Homily for the Solemnity of Corpus Christi - Year A - Jn. 6:51-58
Canon Dr. Daniel Meynen
" Jesus said: «I am the living bread which came down from heaven; if any one eats of this bread, he will live for ever; and the bread which I shall give for the life of the world is my flesh.»
" The Jews then disputed among themselves, saying, «How can this man give us his flesh to eat?» So Jesus said to them, «Truly, truly, I say to you, unless you eat the flesh of the Son of man and drink his blood, you have no life in you; he who eats my flesh and drinks my blood has eternal life, and I will raise him up at the last day. For my flesh is food indeed, and my blood is drink indeed. He who eats my flesh and drinks my blood abides in me, and I in him. As the living Father sent me, and I live because of the Father, so he who eats me will live because of me. This is the bread which came down from heaven, not such as the fathers ate and died; he who eats this bread will live for ever.» "
" «I am the living bread which came down from heaven; if any one eats of this bread, he will live for ever; and the bread which I shall give for the life of the world is my flesh.» "
In this year dedicated to the Eucharist by Pope John Paul II, the solemnity of Corpus Christi has a special importance. For us, it is an opportunity to try to understand a little better what the Eucharist is in the life of the Church and of the world.
The Council of Trent, in the 16th century, defined the number of sacraments recognized by the Catholic Church. There are seven: baptism, confirmation, the Eucharist, marriage, holy orders, penance, and extreme unction. Today, these last two sacraments are referred to by names that are a little more appropriate: we call them reconciliation and the anointing of the sick.
All of these sacraments exist only within us, in our soul, in the spiritual soul of everyone who receives them. But there is an exception to this rule: it is the Eucharist, which at first exists outside of us, before we eat it, under the form of bread, or before we drink it, under the form of wine. This is where the difficulty lies, and above all this is what makes it a great mystery!
During the Eucharistic celebration, the priest takes some bread and says, speaking in the name of Christ, and in his person: "This is my Body." Then he takes a cup filled with wine, and says, similarly: "This is the cup of my Blood..." This is what we call the consecration of the bread and wine into the Body and Blood of Christ. So, after the consecration, what we see is no longer bread or wine, but rather the Body and Blood of Christ.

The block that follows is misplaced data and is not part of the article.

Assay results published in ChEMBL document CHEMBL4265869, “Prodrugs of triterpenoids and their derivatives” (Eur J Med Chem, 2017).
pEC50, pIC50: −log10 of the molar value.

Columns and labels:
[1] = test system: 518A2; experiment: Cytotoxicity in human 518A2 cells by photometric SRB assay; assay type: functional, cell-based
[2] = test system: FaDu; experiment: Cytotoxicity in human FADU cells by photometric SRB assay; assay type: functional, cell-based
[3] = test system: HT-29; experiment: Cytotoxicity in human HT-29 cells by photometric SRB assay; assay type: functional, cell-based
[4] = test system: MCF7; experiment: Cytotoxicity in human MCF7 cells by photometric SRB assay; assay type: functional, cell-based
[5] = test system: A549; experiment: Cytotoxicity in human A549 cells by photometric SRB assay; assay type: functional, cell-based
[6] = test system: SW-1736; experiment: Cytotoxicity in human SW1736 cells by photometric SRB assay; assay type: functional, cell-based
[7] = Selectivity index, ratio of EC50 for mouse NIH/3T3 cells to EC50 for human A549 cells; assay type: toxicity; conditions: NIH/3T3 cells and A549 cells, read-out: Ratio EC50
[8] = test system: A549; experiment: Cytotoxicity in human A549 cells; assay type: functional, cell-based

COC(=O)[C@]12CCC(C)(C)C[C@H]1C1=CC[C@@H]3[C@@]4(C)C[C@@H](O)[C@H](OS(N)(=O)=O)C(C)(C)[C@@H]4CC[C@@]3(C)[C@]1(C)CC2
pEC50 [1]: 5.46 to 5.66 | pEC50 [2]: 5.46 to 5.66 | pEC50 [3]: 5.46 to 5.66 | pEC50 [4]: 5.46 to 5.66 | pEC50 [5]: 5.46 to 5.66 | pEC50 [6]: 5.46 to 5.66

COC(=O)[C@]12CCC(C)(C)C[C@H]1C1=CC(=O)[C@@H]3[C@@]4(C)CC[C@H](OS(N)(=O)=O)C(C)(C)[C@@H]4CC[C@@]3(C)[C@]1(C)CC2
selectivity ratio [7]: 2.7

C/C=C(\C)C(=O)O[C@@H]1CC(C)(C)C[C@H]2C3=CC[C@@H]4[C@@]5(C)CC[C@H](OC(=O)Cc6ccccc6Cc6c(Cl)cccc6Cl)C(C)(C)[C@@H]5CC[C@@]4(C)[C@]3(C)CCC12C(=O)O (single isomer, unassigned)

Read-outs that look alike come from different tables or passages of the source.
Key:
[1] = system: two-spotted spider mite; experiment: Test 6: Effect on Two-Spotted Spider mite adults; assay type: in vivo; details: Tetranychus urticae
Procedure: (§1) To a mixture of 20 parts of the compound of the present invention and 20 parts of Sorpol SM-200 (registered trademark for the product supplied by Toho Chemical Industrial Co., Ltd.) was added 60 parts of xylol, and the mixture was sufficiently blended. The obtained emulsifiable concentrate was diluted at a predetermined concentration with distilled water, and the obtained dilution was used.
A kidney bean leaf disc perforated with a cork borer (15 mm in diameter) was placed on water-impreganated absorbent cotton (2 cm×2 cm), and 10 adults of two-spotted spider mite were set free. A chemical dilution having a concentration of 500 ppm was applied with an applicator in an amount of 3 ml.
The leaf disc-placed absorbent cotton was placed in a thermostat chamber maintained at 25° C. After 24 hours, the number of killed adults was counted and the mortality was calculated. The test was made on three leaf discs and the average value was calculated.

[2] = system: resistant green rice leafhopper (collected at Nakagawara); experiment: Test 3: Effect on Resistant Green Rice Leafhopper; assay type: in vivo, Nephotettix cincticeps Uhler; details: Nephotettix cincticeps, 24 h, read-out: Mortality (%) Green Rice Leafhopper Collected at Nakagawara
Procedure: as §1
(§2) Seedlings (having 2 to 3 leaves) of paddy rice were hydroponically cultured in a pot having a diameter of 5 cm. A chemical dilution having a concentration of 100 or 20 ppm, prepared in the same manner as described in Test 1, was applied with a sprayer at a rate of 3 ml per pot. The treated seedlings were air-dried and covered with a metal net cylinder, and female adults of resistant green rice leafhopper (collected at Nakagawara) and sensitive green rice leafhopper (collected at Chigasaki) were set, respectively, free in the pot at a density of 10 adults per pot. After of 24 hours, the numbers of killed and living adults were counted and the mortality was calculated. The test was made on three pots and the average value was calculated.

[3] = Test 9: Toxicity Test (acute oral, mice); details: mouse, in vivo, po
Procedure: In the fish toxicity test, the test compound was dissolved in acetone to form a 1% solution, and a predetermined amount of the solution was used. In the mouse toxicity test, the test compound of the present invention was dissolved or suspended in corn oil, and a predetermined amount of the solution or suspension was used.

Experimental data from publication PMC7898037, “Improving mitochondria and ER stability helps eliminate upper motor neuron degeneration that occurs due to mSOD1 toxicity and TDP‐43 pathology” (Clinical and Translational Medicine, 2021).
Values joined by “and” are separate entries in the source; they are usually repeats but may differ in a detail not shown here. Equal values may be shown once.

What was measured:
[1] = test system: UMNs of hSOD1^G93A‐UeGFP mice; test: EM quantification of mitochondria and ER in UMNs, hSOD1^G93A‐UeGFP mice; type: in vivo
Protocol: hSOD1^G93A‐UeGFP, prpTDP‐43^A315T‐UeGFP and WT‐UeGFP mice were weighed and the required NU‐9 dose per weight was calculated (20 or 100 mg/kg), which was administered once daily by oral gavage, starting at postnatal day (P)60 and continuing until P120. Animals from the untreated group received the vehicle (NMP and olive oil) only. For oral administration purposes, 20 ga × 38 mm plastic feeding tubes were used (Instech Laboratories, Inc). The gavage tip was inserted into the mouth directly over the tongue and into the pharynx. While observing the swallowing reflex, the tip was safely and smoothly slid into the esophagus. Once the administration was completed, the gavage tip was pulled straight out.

All the difficulty is there, all the mystery is there! What we see is not bread, what we see is not wine! We can discuss this in every possible and imaginable way, but in the end we will always come to the same conclusion: what we see, what we touch, what we smell, what we taste, and even, in a certain measure, what we hear, is neither bread nor wine, but rather the Body and Blood of Christ!
Why? Because Christ, who is God, said so, through the person of the priest: "This is my Body... This is my Blood..." Let us not forget: Christ is God, and God is never wrong. When he says something, it is true! When he says that what we see is not bread, but the Body of Christ, we must believe it!
We are not the masters of the Eucharist, the Church is not the master of the Eucharist: the Church received the Eucharist from the Lord's hands. By giving his Body and Blood to his disciples, the Apostles, on the evening of Holy Thursday, Christ gave them, at the same time, the power to perpetuate his Eucharistic memorial. By this very fact, we can say, in a certain sense, that the Church - in the person of her ordained ministers, who are the bishops and priests - is unceasingly receiving this power from her Lord.
Indeed, we must not believe that it is sufficient to be ordained a priest in order to be able to celebrate the Eucharist. The sacrament of the Body and Blood of Christ must always be celebrated in obedience to Christ, receiving from him all power over his Body and Blood; an obedience that is not just an empty word, but one that is made concrete by fidelity and submission to the Roman Pontiff, the representative of Christ on earth.
Nothing is more beautiful, nothing is greater, nothing is more complete than the celebration of the Eucharist! When we celebrate the Eucharist, already the Lord comes to judge the world, already he resurrects us, already he welcomes us at his feet and draws us into his Sacred Heart, in order that by partaking of his Passion we might continue his Work of Love and Peace! May the Most Blessed Virgin Mary, the "woman of the Eucharist" (H.H. John Paul II, Encyclical on the Eucharist, "Ecclesia de Eucharistia"), help us to live this great mystery a little better each day!